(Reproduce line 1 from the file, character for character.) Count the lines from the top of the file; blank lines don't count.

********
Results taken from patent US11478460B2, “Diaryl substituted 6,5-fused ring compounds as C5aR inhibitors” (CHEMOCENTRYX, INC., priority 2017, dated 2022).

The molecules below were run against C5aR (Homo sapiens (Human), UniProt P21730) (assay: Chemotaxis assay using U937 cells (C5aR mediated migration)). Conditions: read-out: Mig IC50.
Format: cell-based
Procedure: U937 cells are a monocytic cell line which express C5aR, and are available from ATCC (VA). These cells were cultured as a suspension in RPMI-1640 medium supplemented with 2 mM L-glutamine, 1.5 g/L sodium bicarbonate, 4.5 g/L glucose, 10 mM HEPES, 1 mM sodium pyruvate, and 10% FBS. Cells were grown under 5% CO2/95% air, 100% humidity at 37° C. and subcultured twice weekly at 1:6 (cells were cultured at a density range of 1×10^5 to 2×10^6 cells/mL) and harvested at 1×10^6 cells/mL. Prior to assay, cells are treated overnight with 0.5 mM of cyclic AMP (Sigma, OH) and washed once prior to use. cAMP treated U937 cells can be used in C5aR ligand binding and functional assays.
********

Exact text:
Results taken from patent US11478460B2, “Diaryl substituted 6,5-fused ring compounds as C5aR inhibitors” (CHEMOCENTRYX, INC., priority 2017, dated 2022).